OBJECTIVE: This study describes the phenotype in a large family with a strong, multigenerational history of severe speech sound disorder (SSD) persisting into adolescence and adulthood in approximately half the cases. Aims were to determine whether a core phenotype, broader than speech, separated persistent from resolved SSD cases; and to ascertain the uniqueness of the phenotype relative to published cases. METHOD: Eleven members of the PM family (9-55 years) were assessed across cognitive, language, literacy, speech, phonological processing, numeracy, and motor domains...
October 5, 2016: Archives of Clinical Neuropsychology: the Official Journal of the National Academy of Neuropsychologists
Étienne Ojardias, Oscar Azeo, Diana Rimaud, Pascal Giraux
OBJECTIVE: Transcortical direct current stimulation (tDCS) is an emerging technique in the rehabilitation of hemiplegic patients after stroke, and has been mainly evaluated for the upper limb. The feasibility and tolerance of the use of repeated stimulations on the lower limb motor cortex require a clinical evaluation. OBSERVATIONS: A 72-year-old patient, who suffered from a first ischemic stroke in the left middle cerebral artery area, on July 2015, was admitted, 6 months post-stroke, to the PRM outpatient clinic of the university hospital of Saint-Étienne, for a motor training program combined with iterative tDCS stimulations...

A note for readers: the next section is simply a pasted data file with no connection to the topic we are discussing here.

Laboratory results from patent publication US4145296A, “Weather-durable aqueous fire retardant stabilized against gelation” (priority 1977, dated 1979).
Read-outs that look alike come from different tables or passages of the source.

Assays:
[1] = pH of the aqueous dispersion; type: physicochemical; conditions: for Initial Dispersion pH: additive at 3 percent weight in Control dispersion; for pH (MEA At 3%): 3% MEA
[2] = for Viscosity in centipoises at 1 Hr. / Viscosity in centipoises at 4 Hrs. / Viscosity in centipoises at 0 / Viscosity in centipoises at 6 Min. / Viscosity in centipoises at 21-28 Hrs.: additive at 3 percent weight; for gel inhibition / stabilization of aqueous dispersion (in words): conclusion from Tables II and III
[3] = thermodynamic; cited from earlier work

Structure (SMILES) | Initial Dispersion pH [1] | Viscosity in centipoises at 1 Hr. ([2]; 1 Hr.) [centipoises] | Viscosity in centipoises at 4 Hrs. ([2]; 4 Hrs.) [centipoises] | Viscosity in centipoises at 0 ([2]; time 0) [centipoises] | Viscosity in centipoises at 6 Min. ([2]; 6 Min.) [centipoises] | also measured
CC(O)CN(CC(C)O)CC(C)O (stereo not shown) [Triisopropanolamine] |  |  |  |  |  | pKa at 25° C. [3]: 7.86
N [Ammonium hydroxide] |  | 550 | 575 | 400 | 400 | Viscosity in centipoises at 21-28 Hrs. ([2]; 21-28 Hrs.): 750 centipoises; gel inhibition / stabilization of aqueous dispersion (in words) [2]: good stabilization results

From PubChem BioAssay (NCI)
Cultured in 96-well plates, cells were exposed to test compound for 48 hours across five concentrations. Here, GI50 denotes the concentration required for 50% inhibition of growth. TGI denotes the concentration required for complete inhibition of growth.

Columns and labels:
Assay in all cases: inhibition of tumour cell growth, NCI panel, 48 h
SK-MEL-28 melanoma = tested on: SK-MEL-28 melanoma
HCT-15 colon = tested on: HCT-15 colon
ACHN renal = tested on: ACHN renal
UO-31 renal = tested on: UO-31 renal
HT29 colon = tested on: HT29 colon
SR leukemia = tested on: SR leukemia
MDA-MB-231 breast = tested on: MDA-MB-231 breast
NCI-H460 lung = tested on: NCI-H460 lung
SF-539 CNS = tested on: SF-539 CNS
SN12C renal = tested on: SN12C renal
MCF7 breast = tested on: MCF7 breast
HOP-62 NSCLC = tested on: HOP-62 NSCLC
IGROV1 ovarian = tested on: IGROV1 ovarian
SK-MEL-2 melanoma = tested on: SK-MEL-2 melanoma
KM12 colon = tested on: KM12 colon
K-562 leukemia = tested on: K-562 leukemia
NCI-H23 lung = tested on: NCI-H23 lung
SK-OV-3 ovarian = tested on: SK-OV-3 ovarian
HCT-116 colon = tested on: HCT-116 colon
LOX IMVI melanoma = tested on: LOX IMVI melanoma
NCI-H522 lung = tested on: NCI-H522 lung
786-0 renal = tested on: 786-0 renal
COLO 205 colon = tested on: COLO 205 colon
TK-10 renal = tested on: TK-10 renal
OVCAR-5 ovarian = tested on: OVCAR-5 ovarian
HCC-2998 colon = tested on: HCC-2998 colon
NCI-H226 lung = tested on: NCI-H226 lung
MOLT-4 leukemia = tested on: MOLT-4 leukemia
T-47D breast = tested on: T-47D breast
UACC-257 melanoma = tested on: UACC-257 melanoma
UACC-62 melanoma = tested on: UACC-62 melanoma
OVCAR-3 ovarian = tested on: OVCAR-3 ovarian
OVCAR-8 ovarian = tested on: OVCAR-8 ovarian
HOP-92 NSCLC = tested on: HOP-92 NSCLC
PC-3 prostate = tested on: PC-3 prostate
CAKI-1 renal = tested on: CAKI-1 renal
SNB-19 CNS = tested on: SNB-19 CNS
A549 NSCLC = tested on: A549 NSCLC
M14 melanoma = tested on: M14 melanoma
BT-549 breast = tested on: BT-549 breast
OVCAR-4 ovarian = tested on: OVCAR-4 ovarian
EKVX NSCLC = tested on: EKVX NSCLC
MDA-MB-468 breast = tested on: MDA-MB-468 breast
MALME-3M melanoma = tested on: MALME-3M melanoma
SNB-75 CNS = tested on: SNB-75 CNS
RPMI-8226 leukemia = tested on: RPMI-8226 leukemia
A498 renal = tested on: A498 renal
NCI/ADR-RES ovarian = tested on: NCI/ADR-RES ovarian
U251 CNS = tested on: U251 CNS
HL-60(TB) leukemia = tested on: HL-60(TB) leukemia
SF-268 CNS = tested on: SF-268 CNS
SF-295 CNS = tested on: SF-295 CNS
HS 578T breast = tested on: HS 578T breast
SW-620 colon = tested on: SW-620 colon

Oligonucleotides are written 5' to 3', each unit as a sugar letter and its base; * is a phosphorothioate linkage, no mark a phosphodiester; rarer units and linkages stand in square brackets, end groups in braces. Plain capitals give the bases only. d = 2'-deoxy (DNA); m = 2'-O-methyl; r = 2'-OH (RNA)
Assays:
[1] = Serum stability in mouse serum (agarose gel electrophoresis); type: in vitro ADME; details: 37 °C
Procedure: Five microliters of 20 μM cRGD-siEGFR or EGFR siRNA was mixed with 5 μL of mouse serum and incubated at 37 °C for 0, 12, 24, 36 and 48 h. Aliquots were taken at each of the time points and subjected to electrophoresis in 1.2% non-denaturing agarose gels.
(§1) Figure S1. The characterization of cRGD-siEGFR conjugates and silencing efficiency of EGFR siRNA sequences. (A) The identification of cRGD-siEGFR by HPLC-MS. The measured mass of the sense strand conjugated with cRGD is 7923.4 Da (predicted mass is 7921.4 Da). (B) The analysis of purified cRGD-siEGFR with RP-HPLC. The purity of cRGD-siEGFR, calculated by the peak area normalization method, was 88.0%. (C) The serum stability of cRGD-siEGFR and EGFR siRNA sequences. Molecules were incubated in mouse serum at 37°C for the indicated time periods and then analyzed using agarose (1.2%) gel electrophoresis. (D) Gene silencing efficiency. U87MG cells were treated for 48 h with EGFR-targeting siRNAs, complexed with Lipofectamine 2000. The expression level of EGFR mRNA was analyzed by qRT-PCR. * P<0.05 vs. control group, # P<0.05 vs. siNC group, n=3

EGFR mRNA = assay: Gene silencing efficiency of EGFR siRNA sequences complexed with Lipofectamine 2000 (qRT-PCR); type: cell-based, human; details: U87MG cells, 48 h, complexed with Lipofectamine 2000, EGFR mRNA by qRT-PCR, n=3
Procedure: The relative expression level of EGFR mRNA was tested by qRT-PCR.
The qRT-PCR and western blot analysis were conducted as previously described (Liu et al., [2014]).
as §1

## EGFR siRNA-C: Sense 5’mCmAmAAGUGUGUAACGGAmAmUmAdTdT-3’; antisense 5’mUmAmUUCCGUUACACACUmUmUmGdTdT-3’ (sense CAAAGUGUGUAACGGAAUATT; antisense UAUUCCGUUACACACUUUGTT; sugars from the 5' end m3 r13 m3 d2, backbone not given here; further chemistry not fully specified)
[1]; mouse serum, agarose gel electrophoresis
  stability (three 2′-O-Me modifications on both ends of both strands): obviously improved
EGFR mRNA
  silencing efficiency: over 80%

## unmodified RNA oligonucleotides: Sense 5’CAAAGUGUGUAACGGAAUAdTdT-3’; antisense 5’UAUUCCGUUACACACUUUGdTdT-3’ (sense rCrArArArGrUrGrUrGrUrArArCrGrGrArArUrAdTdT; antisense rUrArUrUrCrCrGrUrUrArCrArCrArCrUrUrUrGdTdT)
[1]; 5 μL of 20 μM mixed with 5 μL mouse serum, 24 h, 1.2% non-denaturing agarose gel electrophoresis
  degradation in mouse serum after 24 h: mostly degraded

September 2016: Annals of Physical and Rehabilitation Medicine
Benjamin Ingraham, David L Ripley
No abstract text is available yet for this article.
September 2016: PM & R: the Journal of Injury, Function, and Rehabilitation
Haifa A Bin Dahman, Abdul-Hakeem M Bin Mubaireek, Zain H Alhaddad
Joubert syndrome is a rare autosomal recessive disorder. It is characterized by congenital ataxia, hypotonia, developmental delay and at least one of the following features: neonatal respiratory disturbances and abnormal eye movements; including nystagmus and oculomotor apraxia. Molar tooth appearance is an essential finding for the diagnosis of Joubert syndrome. We report a five-days-old newborn with mild hypotonia, abnormal pattern of respiration, abnormal eye movements and molar tooth sign on brain CT scan...
2016: Sudan J Paediatr
Cong Lu, Yi-Cen Zheng, Yi Dong, Hong-Fu Li